Anyone who has played pen and paper role playing games for any amount of time will recognize this scenario: It’s night time. Five or six guys sit around a kitchen table, arguing loudly about the specific wording of an obscure rule. Half empty two-liters of soda and bags of chips litter the table along with scattered dice of various shapes and colors and loose piles of paper. Maybe there’s a map in the middle of the table with a few miniatures on it. This goes on for hours until everyone present is too tired to argue anymore and they shuffle home. It’s now 3 a.m. and no one involved really remembers why they keep doing this to themselves, other than some vague memory of fun, action filled gaming sessions from the past.
This doesn’t have to be your gaming life, especially if you are a parent. What I’m about to suggest may seem inconceivable, or maybe it’s something you’re already doing, but it will greatly improve your RPG life: Make gaming a family affair. There are a lot of great reasons to blend your hobby with your family life, and doing so will be good both for you and your kids.
Role playing games can be a fun family activity. Rather than letting your kids sit off in their own world, engrossed in solitary activities like video games, you can bring the entire family together for a session of collaborative story telling. The bottom line is that pen and paper role playing games are rewarding on many levels. The anticipation surrounding the random roll of the dice, the challenge of coming up with creative solutions to problems, and the satisfaction of overcoming obstacles and adversity. This enjoyable play is a great way to bring the family together.
Role playing games can be educative. The free-form game play of an RPG lends itself well to teaching a variety of important life lessons. It’s a great way to explore the concepts of decision making and consequence. It requires players to be active, sociable members of a group. You can incorporate math and language into the game as your kids learn the economics of earning money and using it to buy needed supplies. And, by encouraging your kids to get into a character, and really think about how that character would interact with and react to his or her environment, you’re teaching your kids how to be empathic toward others.
Kids have awesome imaginations. In many ways, life experience stunts the imagination of adults. Grown ups’ worldviews are shaped by their environment over time, and so sometimes adults’ imaginations are railroaded by their own notions of how life should work. Children are not necessarily burdened by this, and can be much more creative and imaginative than their elders. So, bring your child to the gaming table, present a scenario, and see how they would handle it. If nothing else, your kids will enhance the entertainment at the table as they come up with wild ideas that you would never have thought of, and maybe you’ll learn a little something in the process yourself.
Once you decide to include your kids in your role playing games, you’ll quickly recapture the excitement and magic that first brought you to games when you were a kid. They’ll bring a fresh perspective to the game and will enrich your family life.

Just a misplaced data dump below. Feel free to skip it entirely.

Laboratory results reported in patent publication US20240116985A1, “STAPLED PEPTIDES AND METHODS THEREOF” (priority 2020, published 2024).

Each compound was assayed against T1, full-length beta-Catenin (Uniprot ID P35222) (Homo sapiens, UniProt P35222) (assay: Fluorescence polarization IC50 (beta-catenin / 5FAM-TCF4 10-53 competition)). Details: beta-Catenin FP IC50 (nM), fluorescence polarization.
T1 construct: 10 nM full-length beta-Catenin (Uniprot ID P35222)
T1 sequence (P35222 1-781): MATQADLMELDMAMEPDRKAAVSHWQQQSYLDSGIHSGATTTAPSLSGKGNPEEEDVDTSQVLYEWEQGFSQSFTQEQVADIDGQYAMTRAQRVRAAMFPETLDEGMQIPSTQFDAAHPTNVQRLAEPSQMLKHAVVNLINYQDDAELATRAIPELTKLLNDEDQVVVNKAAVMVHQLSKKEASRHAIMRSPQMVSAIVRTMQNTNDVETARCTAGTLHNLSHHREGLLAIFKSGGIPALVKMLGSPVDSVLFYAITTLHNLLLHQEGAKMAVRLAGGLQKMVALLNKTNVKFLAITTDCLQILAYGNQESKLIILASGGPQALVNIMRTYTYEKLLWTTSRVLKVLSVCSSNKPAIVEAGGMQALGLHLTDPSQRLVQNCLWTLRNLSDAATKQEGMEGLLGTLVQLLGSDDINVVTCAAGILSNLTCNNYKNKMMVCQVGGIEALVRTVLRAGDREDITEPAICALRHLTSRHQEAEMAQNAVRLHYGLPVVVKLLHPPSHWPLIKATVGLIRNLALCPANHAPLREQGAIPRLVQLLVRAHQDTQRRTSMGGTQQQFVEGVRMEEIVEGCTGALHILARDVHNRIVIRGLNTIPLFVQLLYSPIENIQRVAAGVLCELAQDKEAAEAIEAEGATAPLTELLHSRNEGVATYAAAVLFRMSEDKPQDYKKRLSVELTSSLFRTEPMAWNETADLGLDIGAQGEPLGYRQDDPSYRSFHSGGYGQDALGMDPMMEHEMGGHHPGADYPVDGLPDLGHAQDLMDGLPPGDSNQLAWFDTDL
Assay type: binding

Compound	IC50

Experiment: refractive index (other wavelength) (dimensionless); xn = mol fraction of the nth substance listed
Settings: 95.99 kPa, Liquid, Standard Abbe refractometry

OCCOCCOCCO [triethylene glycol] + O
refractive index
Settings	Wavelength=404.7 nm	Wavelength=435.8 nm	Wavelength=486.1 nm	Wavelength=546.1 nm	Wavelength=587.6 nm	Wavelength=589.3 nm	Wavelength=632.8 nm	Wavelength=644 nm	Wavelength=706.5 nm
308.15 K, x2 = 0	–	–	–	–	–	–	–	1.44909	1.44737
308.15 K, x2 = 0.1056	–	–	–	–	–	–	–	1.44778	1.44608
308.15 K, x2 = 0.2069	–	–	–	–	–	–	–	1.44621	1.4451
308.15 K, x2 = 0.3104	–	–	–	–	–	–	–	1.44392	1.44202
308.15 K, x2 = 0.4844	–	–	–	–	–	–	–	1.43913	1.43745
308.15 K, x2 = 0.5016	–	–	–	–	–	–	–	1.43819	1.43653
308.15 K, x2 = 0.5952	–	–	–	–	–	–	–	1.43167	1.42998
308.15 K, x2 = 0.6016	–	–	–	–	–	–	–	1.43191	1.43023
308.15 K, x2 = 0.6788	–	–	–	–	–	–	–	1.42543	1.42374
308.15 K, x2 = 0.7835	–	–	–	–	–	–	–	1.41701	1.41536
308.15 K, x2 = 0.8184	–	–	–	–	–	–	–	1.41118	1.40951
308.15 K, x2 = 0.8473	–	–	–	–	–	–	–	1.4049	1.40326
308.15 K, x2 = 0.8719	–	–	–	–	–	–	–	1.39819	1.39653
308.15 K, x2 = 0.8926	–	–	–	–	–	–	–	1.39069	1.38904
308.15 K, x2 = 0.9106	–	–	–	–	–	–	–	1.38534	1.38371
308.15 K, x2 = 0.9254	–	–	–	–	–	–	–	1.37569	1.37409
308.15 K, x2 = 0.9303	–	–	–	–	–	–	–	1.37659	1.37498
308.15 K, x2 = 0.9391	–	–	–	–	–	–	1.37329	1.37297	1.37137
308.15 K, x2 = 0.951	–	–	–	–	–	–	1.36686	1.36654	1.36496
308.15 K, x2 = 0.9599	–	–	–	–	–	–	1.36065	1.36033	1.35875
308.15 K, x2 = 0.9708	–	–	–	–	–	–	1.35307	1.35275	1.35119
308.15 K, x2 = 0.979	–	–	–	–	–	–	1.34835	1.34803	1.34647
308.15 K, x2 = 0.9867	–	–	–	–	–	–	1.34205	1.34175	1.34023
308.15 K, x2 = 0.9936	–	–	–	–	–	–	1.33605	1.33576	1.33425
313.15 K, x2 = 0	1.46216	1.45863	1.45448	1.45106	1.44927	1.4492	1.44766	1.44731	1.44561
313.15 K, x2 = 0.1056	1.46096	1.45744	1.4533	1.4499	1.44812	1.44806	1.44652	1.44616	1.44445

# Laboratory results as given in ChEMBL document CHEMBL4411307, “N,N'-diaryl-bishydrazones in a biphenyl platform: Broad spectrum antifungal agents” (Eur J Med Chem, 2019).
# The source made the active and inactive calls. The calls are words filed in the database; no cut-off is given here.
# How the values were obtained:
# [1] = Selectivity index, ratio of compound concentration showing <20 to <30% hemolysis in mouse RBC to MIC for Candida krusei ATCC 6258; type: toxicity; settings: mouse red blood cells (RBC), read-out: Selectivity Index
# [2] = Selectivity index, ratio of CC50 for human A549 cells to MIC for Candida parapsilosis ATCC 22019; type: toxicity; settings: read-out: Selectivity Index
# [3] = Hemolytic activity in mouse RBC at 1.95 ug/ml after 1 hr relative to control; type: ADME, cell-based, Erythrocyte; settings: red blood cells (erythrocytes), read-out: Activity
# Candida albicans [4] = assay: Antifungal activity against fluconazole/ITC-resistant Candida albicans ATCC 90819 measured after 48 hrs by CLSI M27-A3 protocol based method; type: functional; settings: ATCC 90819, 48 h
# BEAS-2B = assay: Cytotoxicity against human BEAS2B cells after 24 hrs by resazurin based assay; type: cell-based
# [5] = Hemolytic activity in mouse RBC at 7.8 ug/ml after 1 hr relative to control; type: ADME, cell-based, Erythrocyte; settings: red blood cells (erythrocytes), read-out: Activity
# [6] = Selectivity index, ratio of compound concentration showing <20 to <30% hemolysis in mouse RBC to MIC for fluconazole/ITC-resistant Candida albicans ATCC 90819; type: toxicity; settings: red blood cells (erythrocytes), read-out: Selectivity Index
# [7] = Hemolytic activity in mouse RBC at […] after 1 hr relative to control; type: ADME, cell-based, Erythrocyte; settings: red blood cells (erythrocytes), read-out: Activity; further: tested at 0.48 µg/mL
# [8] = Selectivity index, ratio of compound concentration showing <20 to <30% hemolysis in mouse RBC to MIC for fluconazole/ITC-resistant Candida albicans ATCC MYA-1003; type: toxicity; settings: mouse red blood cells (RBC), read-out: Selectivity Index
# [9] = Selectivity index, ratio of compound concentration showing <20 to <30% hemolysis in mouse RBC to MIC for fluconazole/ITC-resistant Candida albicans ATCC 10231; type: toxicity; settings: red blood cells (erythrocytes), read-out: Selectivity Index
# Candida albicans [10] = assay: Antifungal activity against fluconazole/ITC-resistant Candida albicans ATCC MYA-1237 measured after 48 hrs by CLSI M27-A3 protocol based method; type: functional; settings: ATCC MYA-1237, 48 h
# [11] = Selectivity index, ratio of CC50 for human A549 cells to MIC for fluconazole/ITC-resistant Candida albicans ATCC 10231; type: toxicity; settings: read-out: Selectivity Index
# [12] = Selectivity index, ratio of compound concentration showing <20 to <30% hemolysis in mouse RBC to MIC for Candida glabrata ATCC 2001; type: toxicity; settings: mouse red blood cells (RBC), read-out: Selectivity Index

The next thing to consider is which game to play.
The pen and paper role playing game has evolved much since Gary Gygax and Dave Arneson published their first edition of Dungeons and Dragons in 1974. It has grown from a simple extension of table-top war games to a broad landscape encompassing every imaginable genre — from fantasy to horror to science fiction and even historical reenactment. The rules for these games have also branched out like a factorial pattern of various degrees of difficulty, complexity and realism.
Gamer parents today probably grew up with classic systems like TSR’s Advanced Dungeons and Dragons, White Wolf’s storyteller system, or the myriad variants of GURPs and Palladium. But when it comes time to bring our children to the table, it becomes apparent that while these are all great systems, and a lot of fun, they really are written with an adult audience in mind. Whether due to mature content or just complex rules, parents may hesitate to introduce their younger kids to settings like World of Darkness or Rifts.
Fortunately, there are a wide range of fantastic games made specifically for children, and games that are simple enough that they can be tailored to be appropriate for your kids.
Here’s a short list to get you started, but feel free to search around on the Internet for more resources.
Mouse Guard RPG
Based on the award winning comic book series of the same name, Mouse Guard allows you and your kids to play members of the Mouse Guard, who defend their fellow mice from predators and other dangers of the wild. Intended for children aged 10+.
In this enchanting game for children aged 6+, you play a fae creature such as a sprite, a pooka, a pixie or a brownie. Faery’s Tale is based on classic faery mythology and features a simple, narrative based system that is easy for children to grasp.
This is a game your kids will really be able to identify with. In Meddling Kids, the players form a rag-tag group of mystery solving teenagers, a la Scooby Doo or any other Hanna-Barbera cartoon. This game lacks the violence of many other RPGs, and focuses more on the mystery solving element. Once you catch the bad guy, the police show up to take it from there.
Broomstix: The Harry Potter Roleplaying Game
Broomstix allows kids to start the game as first year students at Hogwarts, and then play through their advancement to full fledged witches and wizards while having adventures along the way. The Broomstix core rules are a whopping 15 pages long, so it won’t take hours to explain everything to you kids, and are available as a free PDF from Memento Mori games.
You might want to check out, Toon: The Role Playing Game as well.